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ASHRAE to set US sustainability targets

An ambitious and comprehensive technical standard that will shape US national sustainability legislation is to be unveiled by the American Society of Heating, Refrigerating and Air Conditioning Engineers (ASHRAE) later this year.

 

Senior members of the Society revealed details of Standard 189.1 during ASHRAE Winter Meeting in New York.

 

The standard, which is being written in ‘code’ language that means it can be directly incorporated into US national Building Codes (the equivalent of UK Building Regulations) sets mandatory targets for sustainable sites, water use, energy efficiency, atmospheric emissions, building materials and indoor environmental quality (IEQ).

 

“This is not a guide and not a rating system,” said Mark MacCracken, vice-chair of the committee established to write the standard. “It is a prescriptive document that clearly states ‘you shall do this and you shall do that’.”

 

The Standard for the Design of High Performance Green Buildings applies to all new commercial and residential projects, except for those of three storeys and less. It gives detailed descriptions of mandatory and prescriptive items, but also a series of “more sophisticated” performance options that give designers flexibility in how they choose to meet the performance standards.

 

The final document will include aspects of measures proposed by several US Federal agencies, the American Institute of Architects and the US Conference of Mayors.

 

The energy efficiency baseline is 30 per cent lower than the level set in ASHRAE’s 2007 energy conservation Standard 90.1 and the US Department of the Environment confirmed that an average cut of 27 per cent would be achieved across all buildings – although there are wide variations between building types and climatic conditions.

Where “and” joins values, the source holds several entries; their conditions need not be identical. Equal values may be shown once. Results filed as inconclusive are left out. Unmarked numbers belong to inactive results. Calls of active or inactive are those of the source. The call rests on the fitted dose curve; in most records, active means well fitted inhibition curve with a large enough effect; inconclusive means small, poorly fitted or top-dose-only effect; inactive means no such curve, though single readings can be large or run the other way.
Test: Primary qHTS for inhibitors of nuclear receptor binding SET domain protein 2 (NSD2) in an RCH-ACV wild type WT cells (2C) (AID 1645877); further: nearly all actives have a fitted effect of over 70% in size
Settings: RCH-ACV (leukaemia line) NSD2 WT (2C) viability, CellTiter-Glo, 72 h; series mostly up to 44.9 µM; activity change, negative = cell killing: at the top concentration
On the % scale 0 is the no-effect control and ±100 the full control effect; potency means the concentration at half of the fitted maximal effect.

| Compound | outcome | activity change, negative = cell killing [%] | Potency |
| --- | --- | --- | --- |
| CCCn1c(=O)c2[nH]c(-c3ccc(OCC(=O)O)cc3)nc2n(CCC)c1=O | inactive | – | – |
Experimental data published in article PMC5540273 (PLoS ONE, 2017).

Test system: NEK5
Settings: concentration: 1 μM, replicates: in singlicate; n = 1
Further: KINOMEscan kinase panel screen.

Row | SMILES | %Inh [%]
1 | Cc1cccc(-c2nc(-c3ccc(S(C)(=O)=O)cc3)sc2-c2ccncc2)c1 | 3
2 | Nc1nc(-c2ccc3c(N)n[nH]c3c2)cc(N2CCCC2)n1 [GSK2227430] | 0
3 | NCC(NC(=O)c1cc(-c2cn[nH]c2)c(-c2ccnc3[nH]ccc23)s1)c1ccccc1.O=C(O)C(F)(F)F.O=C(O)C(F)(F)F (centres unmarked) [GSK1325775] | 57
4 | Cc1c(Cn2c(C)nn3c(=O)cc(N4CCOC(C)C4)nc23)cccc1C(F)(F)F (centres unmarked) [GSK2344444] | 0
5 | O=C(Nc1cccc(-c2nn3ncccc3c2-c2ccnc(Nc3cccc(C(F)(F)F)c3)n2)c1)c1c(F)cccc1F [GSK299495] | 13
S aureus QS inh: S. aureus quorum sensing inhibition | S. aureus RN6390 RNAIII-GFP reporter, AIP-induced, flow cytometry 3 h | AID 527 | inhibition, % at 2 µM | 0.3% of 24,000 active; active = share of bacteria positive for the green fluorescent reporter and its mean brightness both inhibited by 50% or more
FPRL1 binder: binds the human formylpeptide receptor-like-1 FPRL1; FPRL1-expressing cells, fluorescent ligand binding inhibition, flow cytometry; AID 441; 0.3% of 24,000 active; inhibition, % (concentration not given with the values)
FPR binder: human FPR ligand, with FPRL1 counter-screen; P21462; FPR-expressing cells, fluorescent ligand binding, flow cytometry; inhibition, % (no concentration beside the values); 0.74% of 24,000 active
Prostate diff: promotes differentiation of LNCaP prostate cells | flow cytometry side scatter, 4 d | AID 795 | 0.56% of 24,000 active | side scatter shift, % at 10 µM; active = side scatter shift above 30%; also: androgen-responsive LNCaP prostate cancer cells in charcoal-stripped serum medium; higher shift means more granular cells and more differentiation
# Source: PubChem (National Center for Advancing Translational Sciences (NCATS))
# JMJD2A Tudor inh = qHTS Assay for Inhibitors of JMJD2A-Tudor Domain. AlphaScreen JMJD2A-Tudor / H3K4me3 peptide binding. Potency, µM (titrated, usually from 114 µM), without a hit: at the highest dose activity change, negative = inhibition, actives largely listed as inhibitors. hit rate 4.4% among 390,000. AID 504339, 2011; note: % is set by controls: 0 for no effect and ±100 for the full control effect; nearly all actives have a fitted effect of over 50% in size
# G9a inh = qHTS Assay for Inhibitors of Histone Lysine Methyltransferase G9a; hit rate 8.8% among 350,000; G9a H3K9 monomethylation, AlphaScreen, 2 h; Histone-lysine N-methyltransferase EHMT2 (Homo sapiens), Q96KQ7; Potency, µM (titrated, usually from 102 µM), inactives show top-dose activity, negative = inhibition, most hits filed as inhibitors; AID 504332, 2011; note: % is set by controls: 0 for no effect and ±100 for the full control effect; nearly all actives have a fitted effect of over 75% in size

All new buildings will be required by law to receive 1 per cent of peak energy demand from renewables and Mr MacCracken said that, although this was a small target, it was “an important first step”.

 

“There was a lot of pressure to set this figure higher and plenty of pressure to have no renewables at all,” he told H&V News. “However, we thought it was important to at least get renewables into the minds of building owners and the public.”

 

The proposed Standard also requires an overall 20 per cent reduction in plumbing fixtures and fittings, appliances and hvac equipment. However, to satisfy productivity and health concerns, ventilation rates have been set 30 per cent higher than existing standards for offices and classrooms with CO2 monitoring made compulsory for all densely occupied, mechanically ventilated spaces.

 

Minimum acoustic and thermal comfort criteria have also been set along with targets for greater use of daylight. Artificial lighting is to be reduced by 10 per cent from current standards.

 

All construction materials are subject to lifecycle and recyclability analysis, and refrigerant use is also covered under the materials section. All buildings over 5,000 sq ft must be fully commissioned and acceptance testing for hvac and lighting systems in smaller buildings will follow the strict guidelines established by the state of California, which has been an environmental pacesetter.

 

The ASHRAE Standard will be released for public review this spring with full publication due later in the year.